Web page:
Rehana Wolfe

Rehana Wolfe

Director of Consulting Services

It has been a long nine months since the World Health Organization declared the coronavirus pandemic. Globally, individuals and communities have experienced devastating loss of life and livelihoods and significant economic hardship. But also during these challenging months, we’ve witnessed herculean efforts by health professionals to save lives and care for those who are ill.  

At the same time, scientists worldwide have collaborated diligently on the critical quest to find effective vaccines. 

With today’s promising news on those efforts comes the next set of big challenges. As leaders move to vaccinate populations successfully, they must not only educate their populations, but also ensure that local infrastructure is in place to facilitate rapid and timely vaccine administration as doses become available. This critical part of the pandemic journey could continue well into 2022 as countries begin receiving shipments of vaccines and implementing their respective vaccine programs.

The health and life sciences ecosystem is highly complex, encompassing pharmaceutical firms, governments at all levels and areas of responsibility, distributors, medical providers, pharmacy benefit managers, payers (insurance plans) and consumers. Government health jurisdictions and other members of this ecosystem need highly effective ways to forecast, allocate and distribute the vaccines to achieve the desired 70% coverage level needed for herd immunity. 

Moving from approval to sufficient immunization

How will jurisdictions confidently and efficiently predict demand, order vaccines, and inoculate populations to meet their goals?

These topics took center stage at the HIMSS webinar I moderated last month on “Factors for a Successful COVID-19 Vaccination Program,” along with Lois Privor-Dumm, Director of Adult Vaccines at the Johns Hopkins Bloomberg School of Public Health. More than 150 representatives from across the health ecosystem joined in our discussion. (Watch the recording.) 

A key issue was how to gain consumer acceptance of these vaccines when there is a high level of distrust among significant segments of the population. For example, in the U.S., according to a Gallup poll last month, 42% of the population said they would not vaccinate, while 58% said they would.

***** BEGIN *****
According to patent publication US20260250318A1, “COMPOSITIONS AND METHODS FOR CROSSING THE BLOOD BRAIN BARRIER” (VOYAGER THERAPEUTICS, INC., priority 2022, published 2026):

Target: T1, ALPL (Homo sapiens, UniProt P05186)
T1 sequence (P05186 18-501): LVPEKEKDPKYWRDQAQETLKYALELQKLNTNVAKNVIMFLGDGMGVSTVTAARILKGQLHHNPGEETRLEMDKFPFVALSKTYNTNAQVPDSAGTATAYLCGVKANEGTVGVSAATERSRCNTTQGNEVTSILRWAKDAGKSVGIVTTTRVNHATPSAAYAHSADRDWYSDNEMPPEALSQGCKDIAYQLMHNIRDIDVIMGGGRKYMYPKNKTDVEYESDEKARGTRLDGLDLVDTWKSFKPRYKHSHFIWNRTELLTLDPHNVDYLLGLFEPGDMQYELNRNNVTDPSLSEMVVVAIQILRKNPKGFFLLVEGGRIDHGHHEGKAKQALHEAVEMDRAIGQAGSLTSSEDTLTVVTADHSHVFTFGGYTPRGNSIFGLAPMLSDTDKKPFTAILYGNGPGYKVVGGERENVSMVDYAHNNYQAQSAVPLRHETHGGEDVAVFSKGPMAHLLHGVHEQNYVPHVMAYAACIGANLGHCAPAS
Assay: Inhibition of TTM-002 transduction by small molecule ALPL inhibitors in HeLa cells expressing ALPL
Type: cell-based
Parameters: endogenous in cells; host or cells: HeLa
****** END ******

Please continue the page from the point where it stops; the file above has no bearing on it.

Addressing the behavioral, logistical and technical challenges of COVID-19 vaccinations requires a common healthcare success factor: population centricity. Improving vaccine uptake means engaging consumers to understand more about these vaccines to increase their confidence in them. A population-centric model is also needed to support vaccine administration and tracking to ensure individuals receive the same vaccine at second dosing, and that percentage of vaccinated populations can be tracked to understand the gap or achievement of the ideal 70% coverage level. Fortunately, there are proven practices, tools and technologies that can help organizations improve their effectiveness in these endeavors.

Focusing on the criticality of consumer education

What information do consumers need to feel confident about their vaccine decision? Where can they find answers to their questions? How will they know when and where to get vaccines or their eligibility? How can authorities provide transparency about their vaccine programs? Can the consumer make a choice of a preferred vaccine when there is more than one choice available? 

Answers to these questions are a critical component of the communications plan. 

Consumers need to know more about how the vaccines work, their side effects, and their efficacy. Government digital channels such as mobile apps and portals are effective sources of consumer information and in facilitating eligibility determination, enrollments and appointment scheduling. At the same time, such apps can provide critical information for jurisdictions in monitoring the progress of their programs. Manufacturers should also provide information on their digital channels, such as on portals and via chatbots, to address consumers’ and healthcare practitioners’ questions and general concerns. Of course, any information must be collected in accordance with privacy laws and consumers must feel confident about sharing their data. 

Additionally, effective communications and outreach plans are needed to ensure trusted sources convey accurate information that can help consumers overcome hesitancy and mistrust. (On this topic, I invite you to read my earlier blog on applying human centered design to drive a successful coronavirus vaccine mindset.) A key success factor is also using trusted local leaders such as faith and community leaders in the outreach process. This is a critical programmatic strategy used in the developing world for decades with much success.